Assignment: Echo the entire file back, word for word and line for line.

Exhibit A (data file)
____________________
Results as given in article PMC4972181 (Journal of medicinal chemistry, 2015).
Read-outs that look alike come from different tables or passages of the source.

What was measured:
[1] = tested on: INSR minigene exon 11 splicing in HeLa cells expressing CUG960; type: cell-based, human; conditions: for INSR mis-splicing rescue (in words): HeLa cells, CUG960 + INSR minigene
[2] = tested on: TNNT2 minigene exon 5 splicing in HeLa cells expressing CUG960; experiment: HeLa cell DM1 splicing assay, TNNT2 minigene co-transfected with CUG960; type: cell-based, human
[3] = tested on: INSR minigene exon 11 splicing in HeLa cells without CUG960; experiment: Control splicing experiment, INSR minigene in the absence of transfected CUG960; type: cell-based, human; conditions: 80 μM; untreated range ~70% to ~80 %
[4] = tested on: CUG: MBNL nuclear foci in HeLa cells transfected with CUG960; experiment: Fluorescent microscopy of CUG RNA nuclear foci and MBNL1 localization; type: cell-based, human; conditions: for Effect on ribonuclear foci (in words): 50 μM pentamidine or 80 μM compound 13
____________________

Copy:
Results as given in article PMC4972181 (Journal of medicinal chemistry, 2015).
Read-outs that look alike come from different tables or passages of the source.

What was measured:
[1] = tested on: INSR minigene exon 11 splicing in HeLa cells expressing CUG960; type: cell-based, human; conditions: for INSR mis-splicing rescue (in words): HeLa cells, CUG960 + INSR minigene
[2] = tested on: TNNT2 minigene exon 5 splicing in HeLa cells expressing CUG960; experiment: HeLa cell DM1 splicing assay, TNNT2 minigene co-transfected with CUG960; type: cell-based, human
[3] = tested on: INSR minigene exon 11 splicing in HeLa cells without CUG960; experiment: Control splicing experiment, INSR minigene in the absence of transfected CUG960; type: cell-based, human; conditions: 80 μM; untreated range ~70% to ~80 %
[4] = tested on: CUG: MBNL nuclear foci in HeLa cells transfected with CUG960; experiment: Fluorescent microscopy of CUG RNA nuclear foci and MBNL1 localization; type: cell-based, human; conditions: for Effect on ribonuclear foci (in words): 50 μM pentamidine or 80 μM compound 13